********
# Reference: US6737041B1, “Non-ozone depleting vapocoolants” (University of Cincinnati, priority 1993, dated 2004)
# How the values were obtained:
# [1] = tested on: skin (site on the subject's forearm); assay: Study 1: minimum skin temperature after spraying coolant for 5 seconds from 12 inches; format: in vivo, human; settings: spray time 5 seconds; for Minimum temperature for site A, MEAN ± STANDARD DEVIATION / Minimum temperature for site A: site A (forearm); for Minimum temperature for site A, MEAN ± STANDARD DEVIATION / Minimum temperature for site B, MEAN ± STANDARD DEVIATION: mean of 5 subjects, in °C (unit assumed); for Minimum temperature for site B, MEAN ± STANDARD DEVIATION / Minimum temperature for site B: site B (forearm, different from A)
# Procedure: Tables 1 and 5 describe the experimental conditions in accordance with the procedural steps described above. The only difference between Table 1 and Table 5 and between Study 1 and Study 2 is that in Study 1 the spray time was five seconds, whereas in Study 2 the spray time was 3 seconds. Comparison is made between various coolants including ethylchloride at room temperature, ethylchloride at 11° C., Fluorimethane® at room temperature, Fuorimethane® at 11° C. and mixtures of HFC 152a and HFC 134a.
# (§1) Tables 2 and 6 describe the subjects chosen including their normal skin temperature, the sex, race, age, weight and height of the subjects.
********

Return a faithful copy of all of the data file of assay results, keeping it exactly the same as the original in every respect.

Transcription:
# Reference: US6737041B1, “Non-ozone depleting vapocoolants” (University of Cincinnati, priority 1993, dated 2004)
# How the values were obtained:
# [1] = tested on: skin (site on the subject's forearm); assay: Study 1: minimum skin temperature after spraying coolant for 5 seconds from 12 inches; format: in vivo, human; settings: spray time 5 seconds; for Minimum temperature for site A, MEAN ± STANDARD DEVIATION / Minimum temperature for site A: site A (forearm); for Minimum temperature for site A, MEAN ± STANDARD DEVIATION / Minimum temperature for site B, MEAN ± STANDARD DEVIATION: mean of 5 subjects, in °C (unit assumed); for Minimum temperature for site B, MEAN ± STANDARD DEVIATION / Minimum temperature for site B: site B (forearm, different from A)
# Procedure: Tables 1 and 5 describe the experimental conditions in accordance with the procedural steps described above. The only difference between Table 1 and Table 5 and between Study 1 and Study 2 is that in Study 1 the spray time was five seconds, whereas in Study 2 the spray time was 3 seconds. Comparison is made between various coolants including ethylchloride at room temperature, ethylchloride at 11° C., Fluorimethane® at room temperature, Fuorimethane® at 11° C. and mixtures of HFC 152a and HFC 134a.
# (§1) Tables 2 and 6 describe the subjects chosen including their normal skin temperature, the sex, race, age, weight and height of the subjects.